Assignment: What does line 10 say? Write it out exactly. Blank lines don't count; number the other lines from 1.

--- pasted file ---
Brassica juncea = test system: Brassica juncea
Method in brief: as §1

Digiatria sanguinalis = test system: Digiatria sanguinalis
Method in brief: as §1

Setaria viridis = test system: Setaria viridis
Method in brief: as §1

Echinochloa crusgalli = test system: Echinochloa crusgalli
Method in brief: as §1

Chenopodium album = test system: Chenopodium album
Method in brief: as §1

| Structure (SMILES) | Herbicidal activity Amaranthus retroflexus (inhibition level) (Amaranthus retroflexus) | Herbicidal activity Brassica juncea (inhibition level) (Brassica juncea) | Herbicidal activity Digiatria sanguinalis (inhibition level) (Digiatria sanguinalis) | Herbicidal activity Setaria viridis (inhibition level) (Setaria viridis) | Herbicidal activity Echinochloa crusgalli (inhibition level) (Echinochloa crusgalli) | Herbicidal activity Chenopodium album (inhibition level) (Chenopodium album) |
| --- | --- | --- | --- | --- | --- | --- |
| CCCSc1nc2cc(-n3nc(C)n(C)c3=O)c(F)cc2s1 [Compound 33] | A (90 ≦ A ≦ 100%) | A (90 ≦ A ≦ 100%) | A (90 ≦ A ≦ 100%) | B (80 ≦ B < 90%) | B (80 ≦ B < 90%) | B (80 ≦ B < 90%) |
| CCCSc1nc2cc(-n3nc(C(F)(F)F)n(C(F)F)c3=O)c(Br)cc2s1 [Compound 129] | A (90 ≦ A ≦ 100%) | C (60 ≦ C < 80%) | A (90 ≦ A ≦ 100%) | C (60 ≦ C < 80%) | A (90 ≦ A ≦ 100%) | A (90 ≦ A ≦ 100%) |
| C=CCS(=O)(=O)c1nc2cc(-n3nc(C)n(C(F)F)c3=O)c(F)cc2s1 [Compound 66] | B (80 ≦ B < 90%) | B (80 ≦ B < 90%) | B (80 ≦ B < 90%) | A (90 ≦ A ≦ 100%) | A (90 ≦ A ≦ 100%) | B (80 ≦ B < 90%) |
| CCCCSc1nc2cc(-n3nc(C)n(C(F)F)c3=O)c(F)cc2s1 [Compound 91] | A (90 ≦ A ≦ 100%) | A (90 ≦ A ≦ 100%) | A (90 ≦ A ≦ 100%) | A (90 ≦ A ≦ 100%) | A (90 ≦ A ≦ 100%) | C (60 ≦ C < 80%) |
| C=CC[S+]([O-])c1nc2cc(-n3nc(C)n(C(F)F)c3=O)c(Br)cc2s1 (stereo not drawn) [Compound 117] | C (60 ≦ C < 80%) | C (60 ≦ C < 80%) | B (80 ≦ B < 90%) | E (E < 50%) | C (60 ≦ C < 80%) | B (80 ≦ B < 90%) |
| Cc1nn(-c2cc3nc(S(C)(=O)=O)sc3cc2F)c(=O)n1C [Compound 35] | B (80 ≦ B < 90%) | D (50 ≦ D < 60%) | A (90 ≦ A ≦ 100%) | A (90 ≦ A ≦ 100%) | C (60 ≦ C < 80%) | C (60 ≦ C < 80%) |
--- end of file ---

Method in brief: as §1